Although the above description relates to a single transmitter 1, it should be appreciated that a plurality of such transmitters could be provided for coupling signals to a single, common receiver. FIG. 1 illustrates a second transmitter 1' which can be identical to the transmitter 1. For example in a conference situation involving an arbitrary number of people in a room, each person may be provided with an individual transmitter 1 or 1', enabling his speech signals to be coupled to the receiver 2. The narrow or low duty-cycle pulses produced by each transmitter ensure that overlapping of pulses from two different transmitters, when two people speak simultaneously, is largely avoided, so that each person's speech can be detected with relatively little degradation. The degradation which does occur can be reduced by using narrower pulses and faster light-emitting diodes and photodiodes.

Thus the invention enables an optical coupling of speech signals from one or more persons to a receiver, which can be coupled to a telephone line as described above or alternatively may merely serve to amplify and reproduce the received signals over a loudspeaker, without any telephone connection being involved. Whilst the invention has been described in relation to speech signals, obviously other types of signals can be coupled in a similar manner. Accordingly the invention is not limited to the particular embodiments described, and numerous modifications, variations, and adaptations may be made thereto without departing from the scope of the invention as defined in the claims.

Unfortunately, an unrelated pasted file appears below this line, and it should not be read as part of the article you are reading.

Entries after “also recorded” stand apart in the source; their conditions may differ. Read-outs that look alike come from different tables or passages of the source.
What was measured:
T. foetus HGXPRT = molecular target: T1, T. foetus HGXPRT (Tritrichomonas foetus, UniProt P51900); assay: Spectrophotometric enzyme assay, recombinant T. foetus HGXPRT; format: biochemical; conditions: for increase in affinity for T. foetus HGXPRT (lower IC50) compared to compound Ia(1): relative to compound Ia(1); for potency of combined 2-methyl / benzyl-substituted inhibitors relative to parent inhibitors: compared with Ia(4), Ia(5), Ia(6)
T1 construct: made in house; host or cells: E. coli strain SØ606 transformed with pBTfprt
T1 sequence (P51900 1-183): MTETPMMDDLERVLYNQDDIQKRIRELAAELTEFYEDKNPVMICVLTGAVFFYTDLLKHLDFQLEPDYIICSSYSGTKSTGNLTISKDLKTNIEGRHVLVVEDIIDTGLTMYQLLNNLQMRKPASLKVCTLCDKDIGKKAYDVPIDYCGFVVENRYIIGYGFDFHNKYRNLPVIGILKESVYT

Patent Citations
Cited PatentFiling datePublication dateApplicantTitle
US3899429 *Oct 24, 1972Aug 12, 1975Nippon Electric CoPulse-frequency-modulation signal transmission system
US3927316 *Jun 7, 1974Dec 16, 1975Zenith Radio CorpWireless speaker system using infra-red link
US4027152 *Nov 28, 1975May 31, 1977Hewlett-Packard CompanyApparatus and method for transmitting binary-coded information
US4151407 *Apr 28, 1977Apr 24, 1979Texas Instruments IncorporatedLow-power, infrared information transmission system
US4306449 *Dec 5, 1979Dec 22, 1981Caterpillar Tractor Co.Apparatus for controlling a member
US4399564 *Feb 19, 1980Aug 16, 1983The United States Of America As Represented By The Secretary Of The NavyFiber optic system for transmission of video signals by pulse-frequency-modulation
Referenced by
Citing PatentFiling datePublication dateApplicantTitle
US4882773 *May 5, 1988Nov 21, 1989Donald A. StreckAudio microphone system with digital output and volume control feedback input
US4885766 *Jan 11, 1989Dec 5, 1989Sharp Kabushiki KaishaRemote control device using a telephone line
US5729371 *Jul 10, 1995Mar 17, 1998Fuji Electric Co., Ltd.Optical communications device
US5969839 *Sep 29, 1997Oct 19, 1999Fuji Electric Co., Ltd.Optical communications device
Classifications
U.S. Classification398/163
International ClassificationH04B14/02, H04B10/10
Cooperative ClassificationH04B14/026, H04B10/1143
European ClassificationH04B10/1143, H04B14/02B
Legal Events
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Owner name: BELL-NORTHERN RESEARCH LTD. P.O. BOX 3511,STATION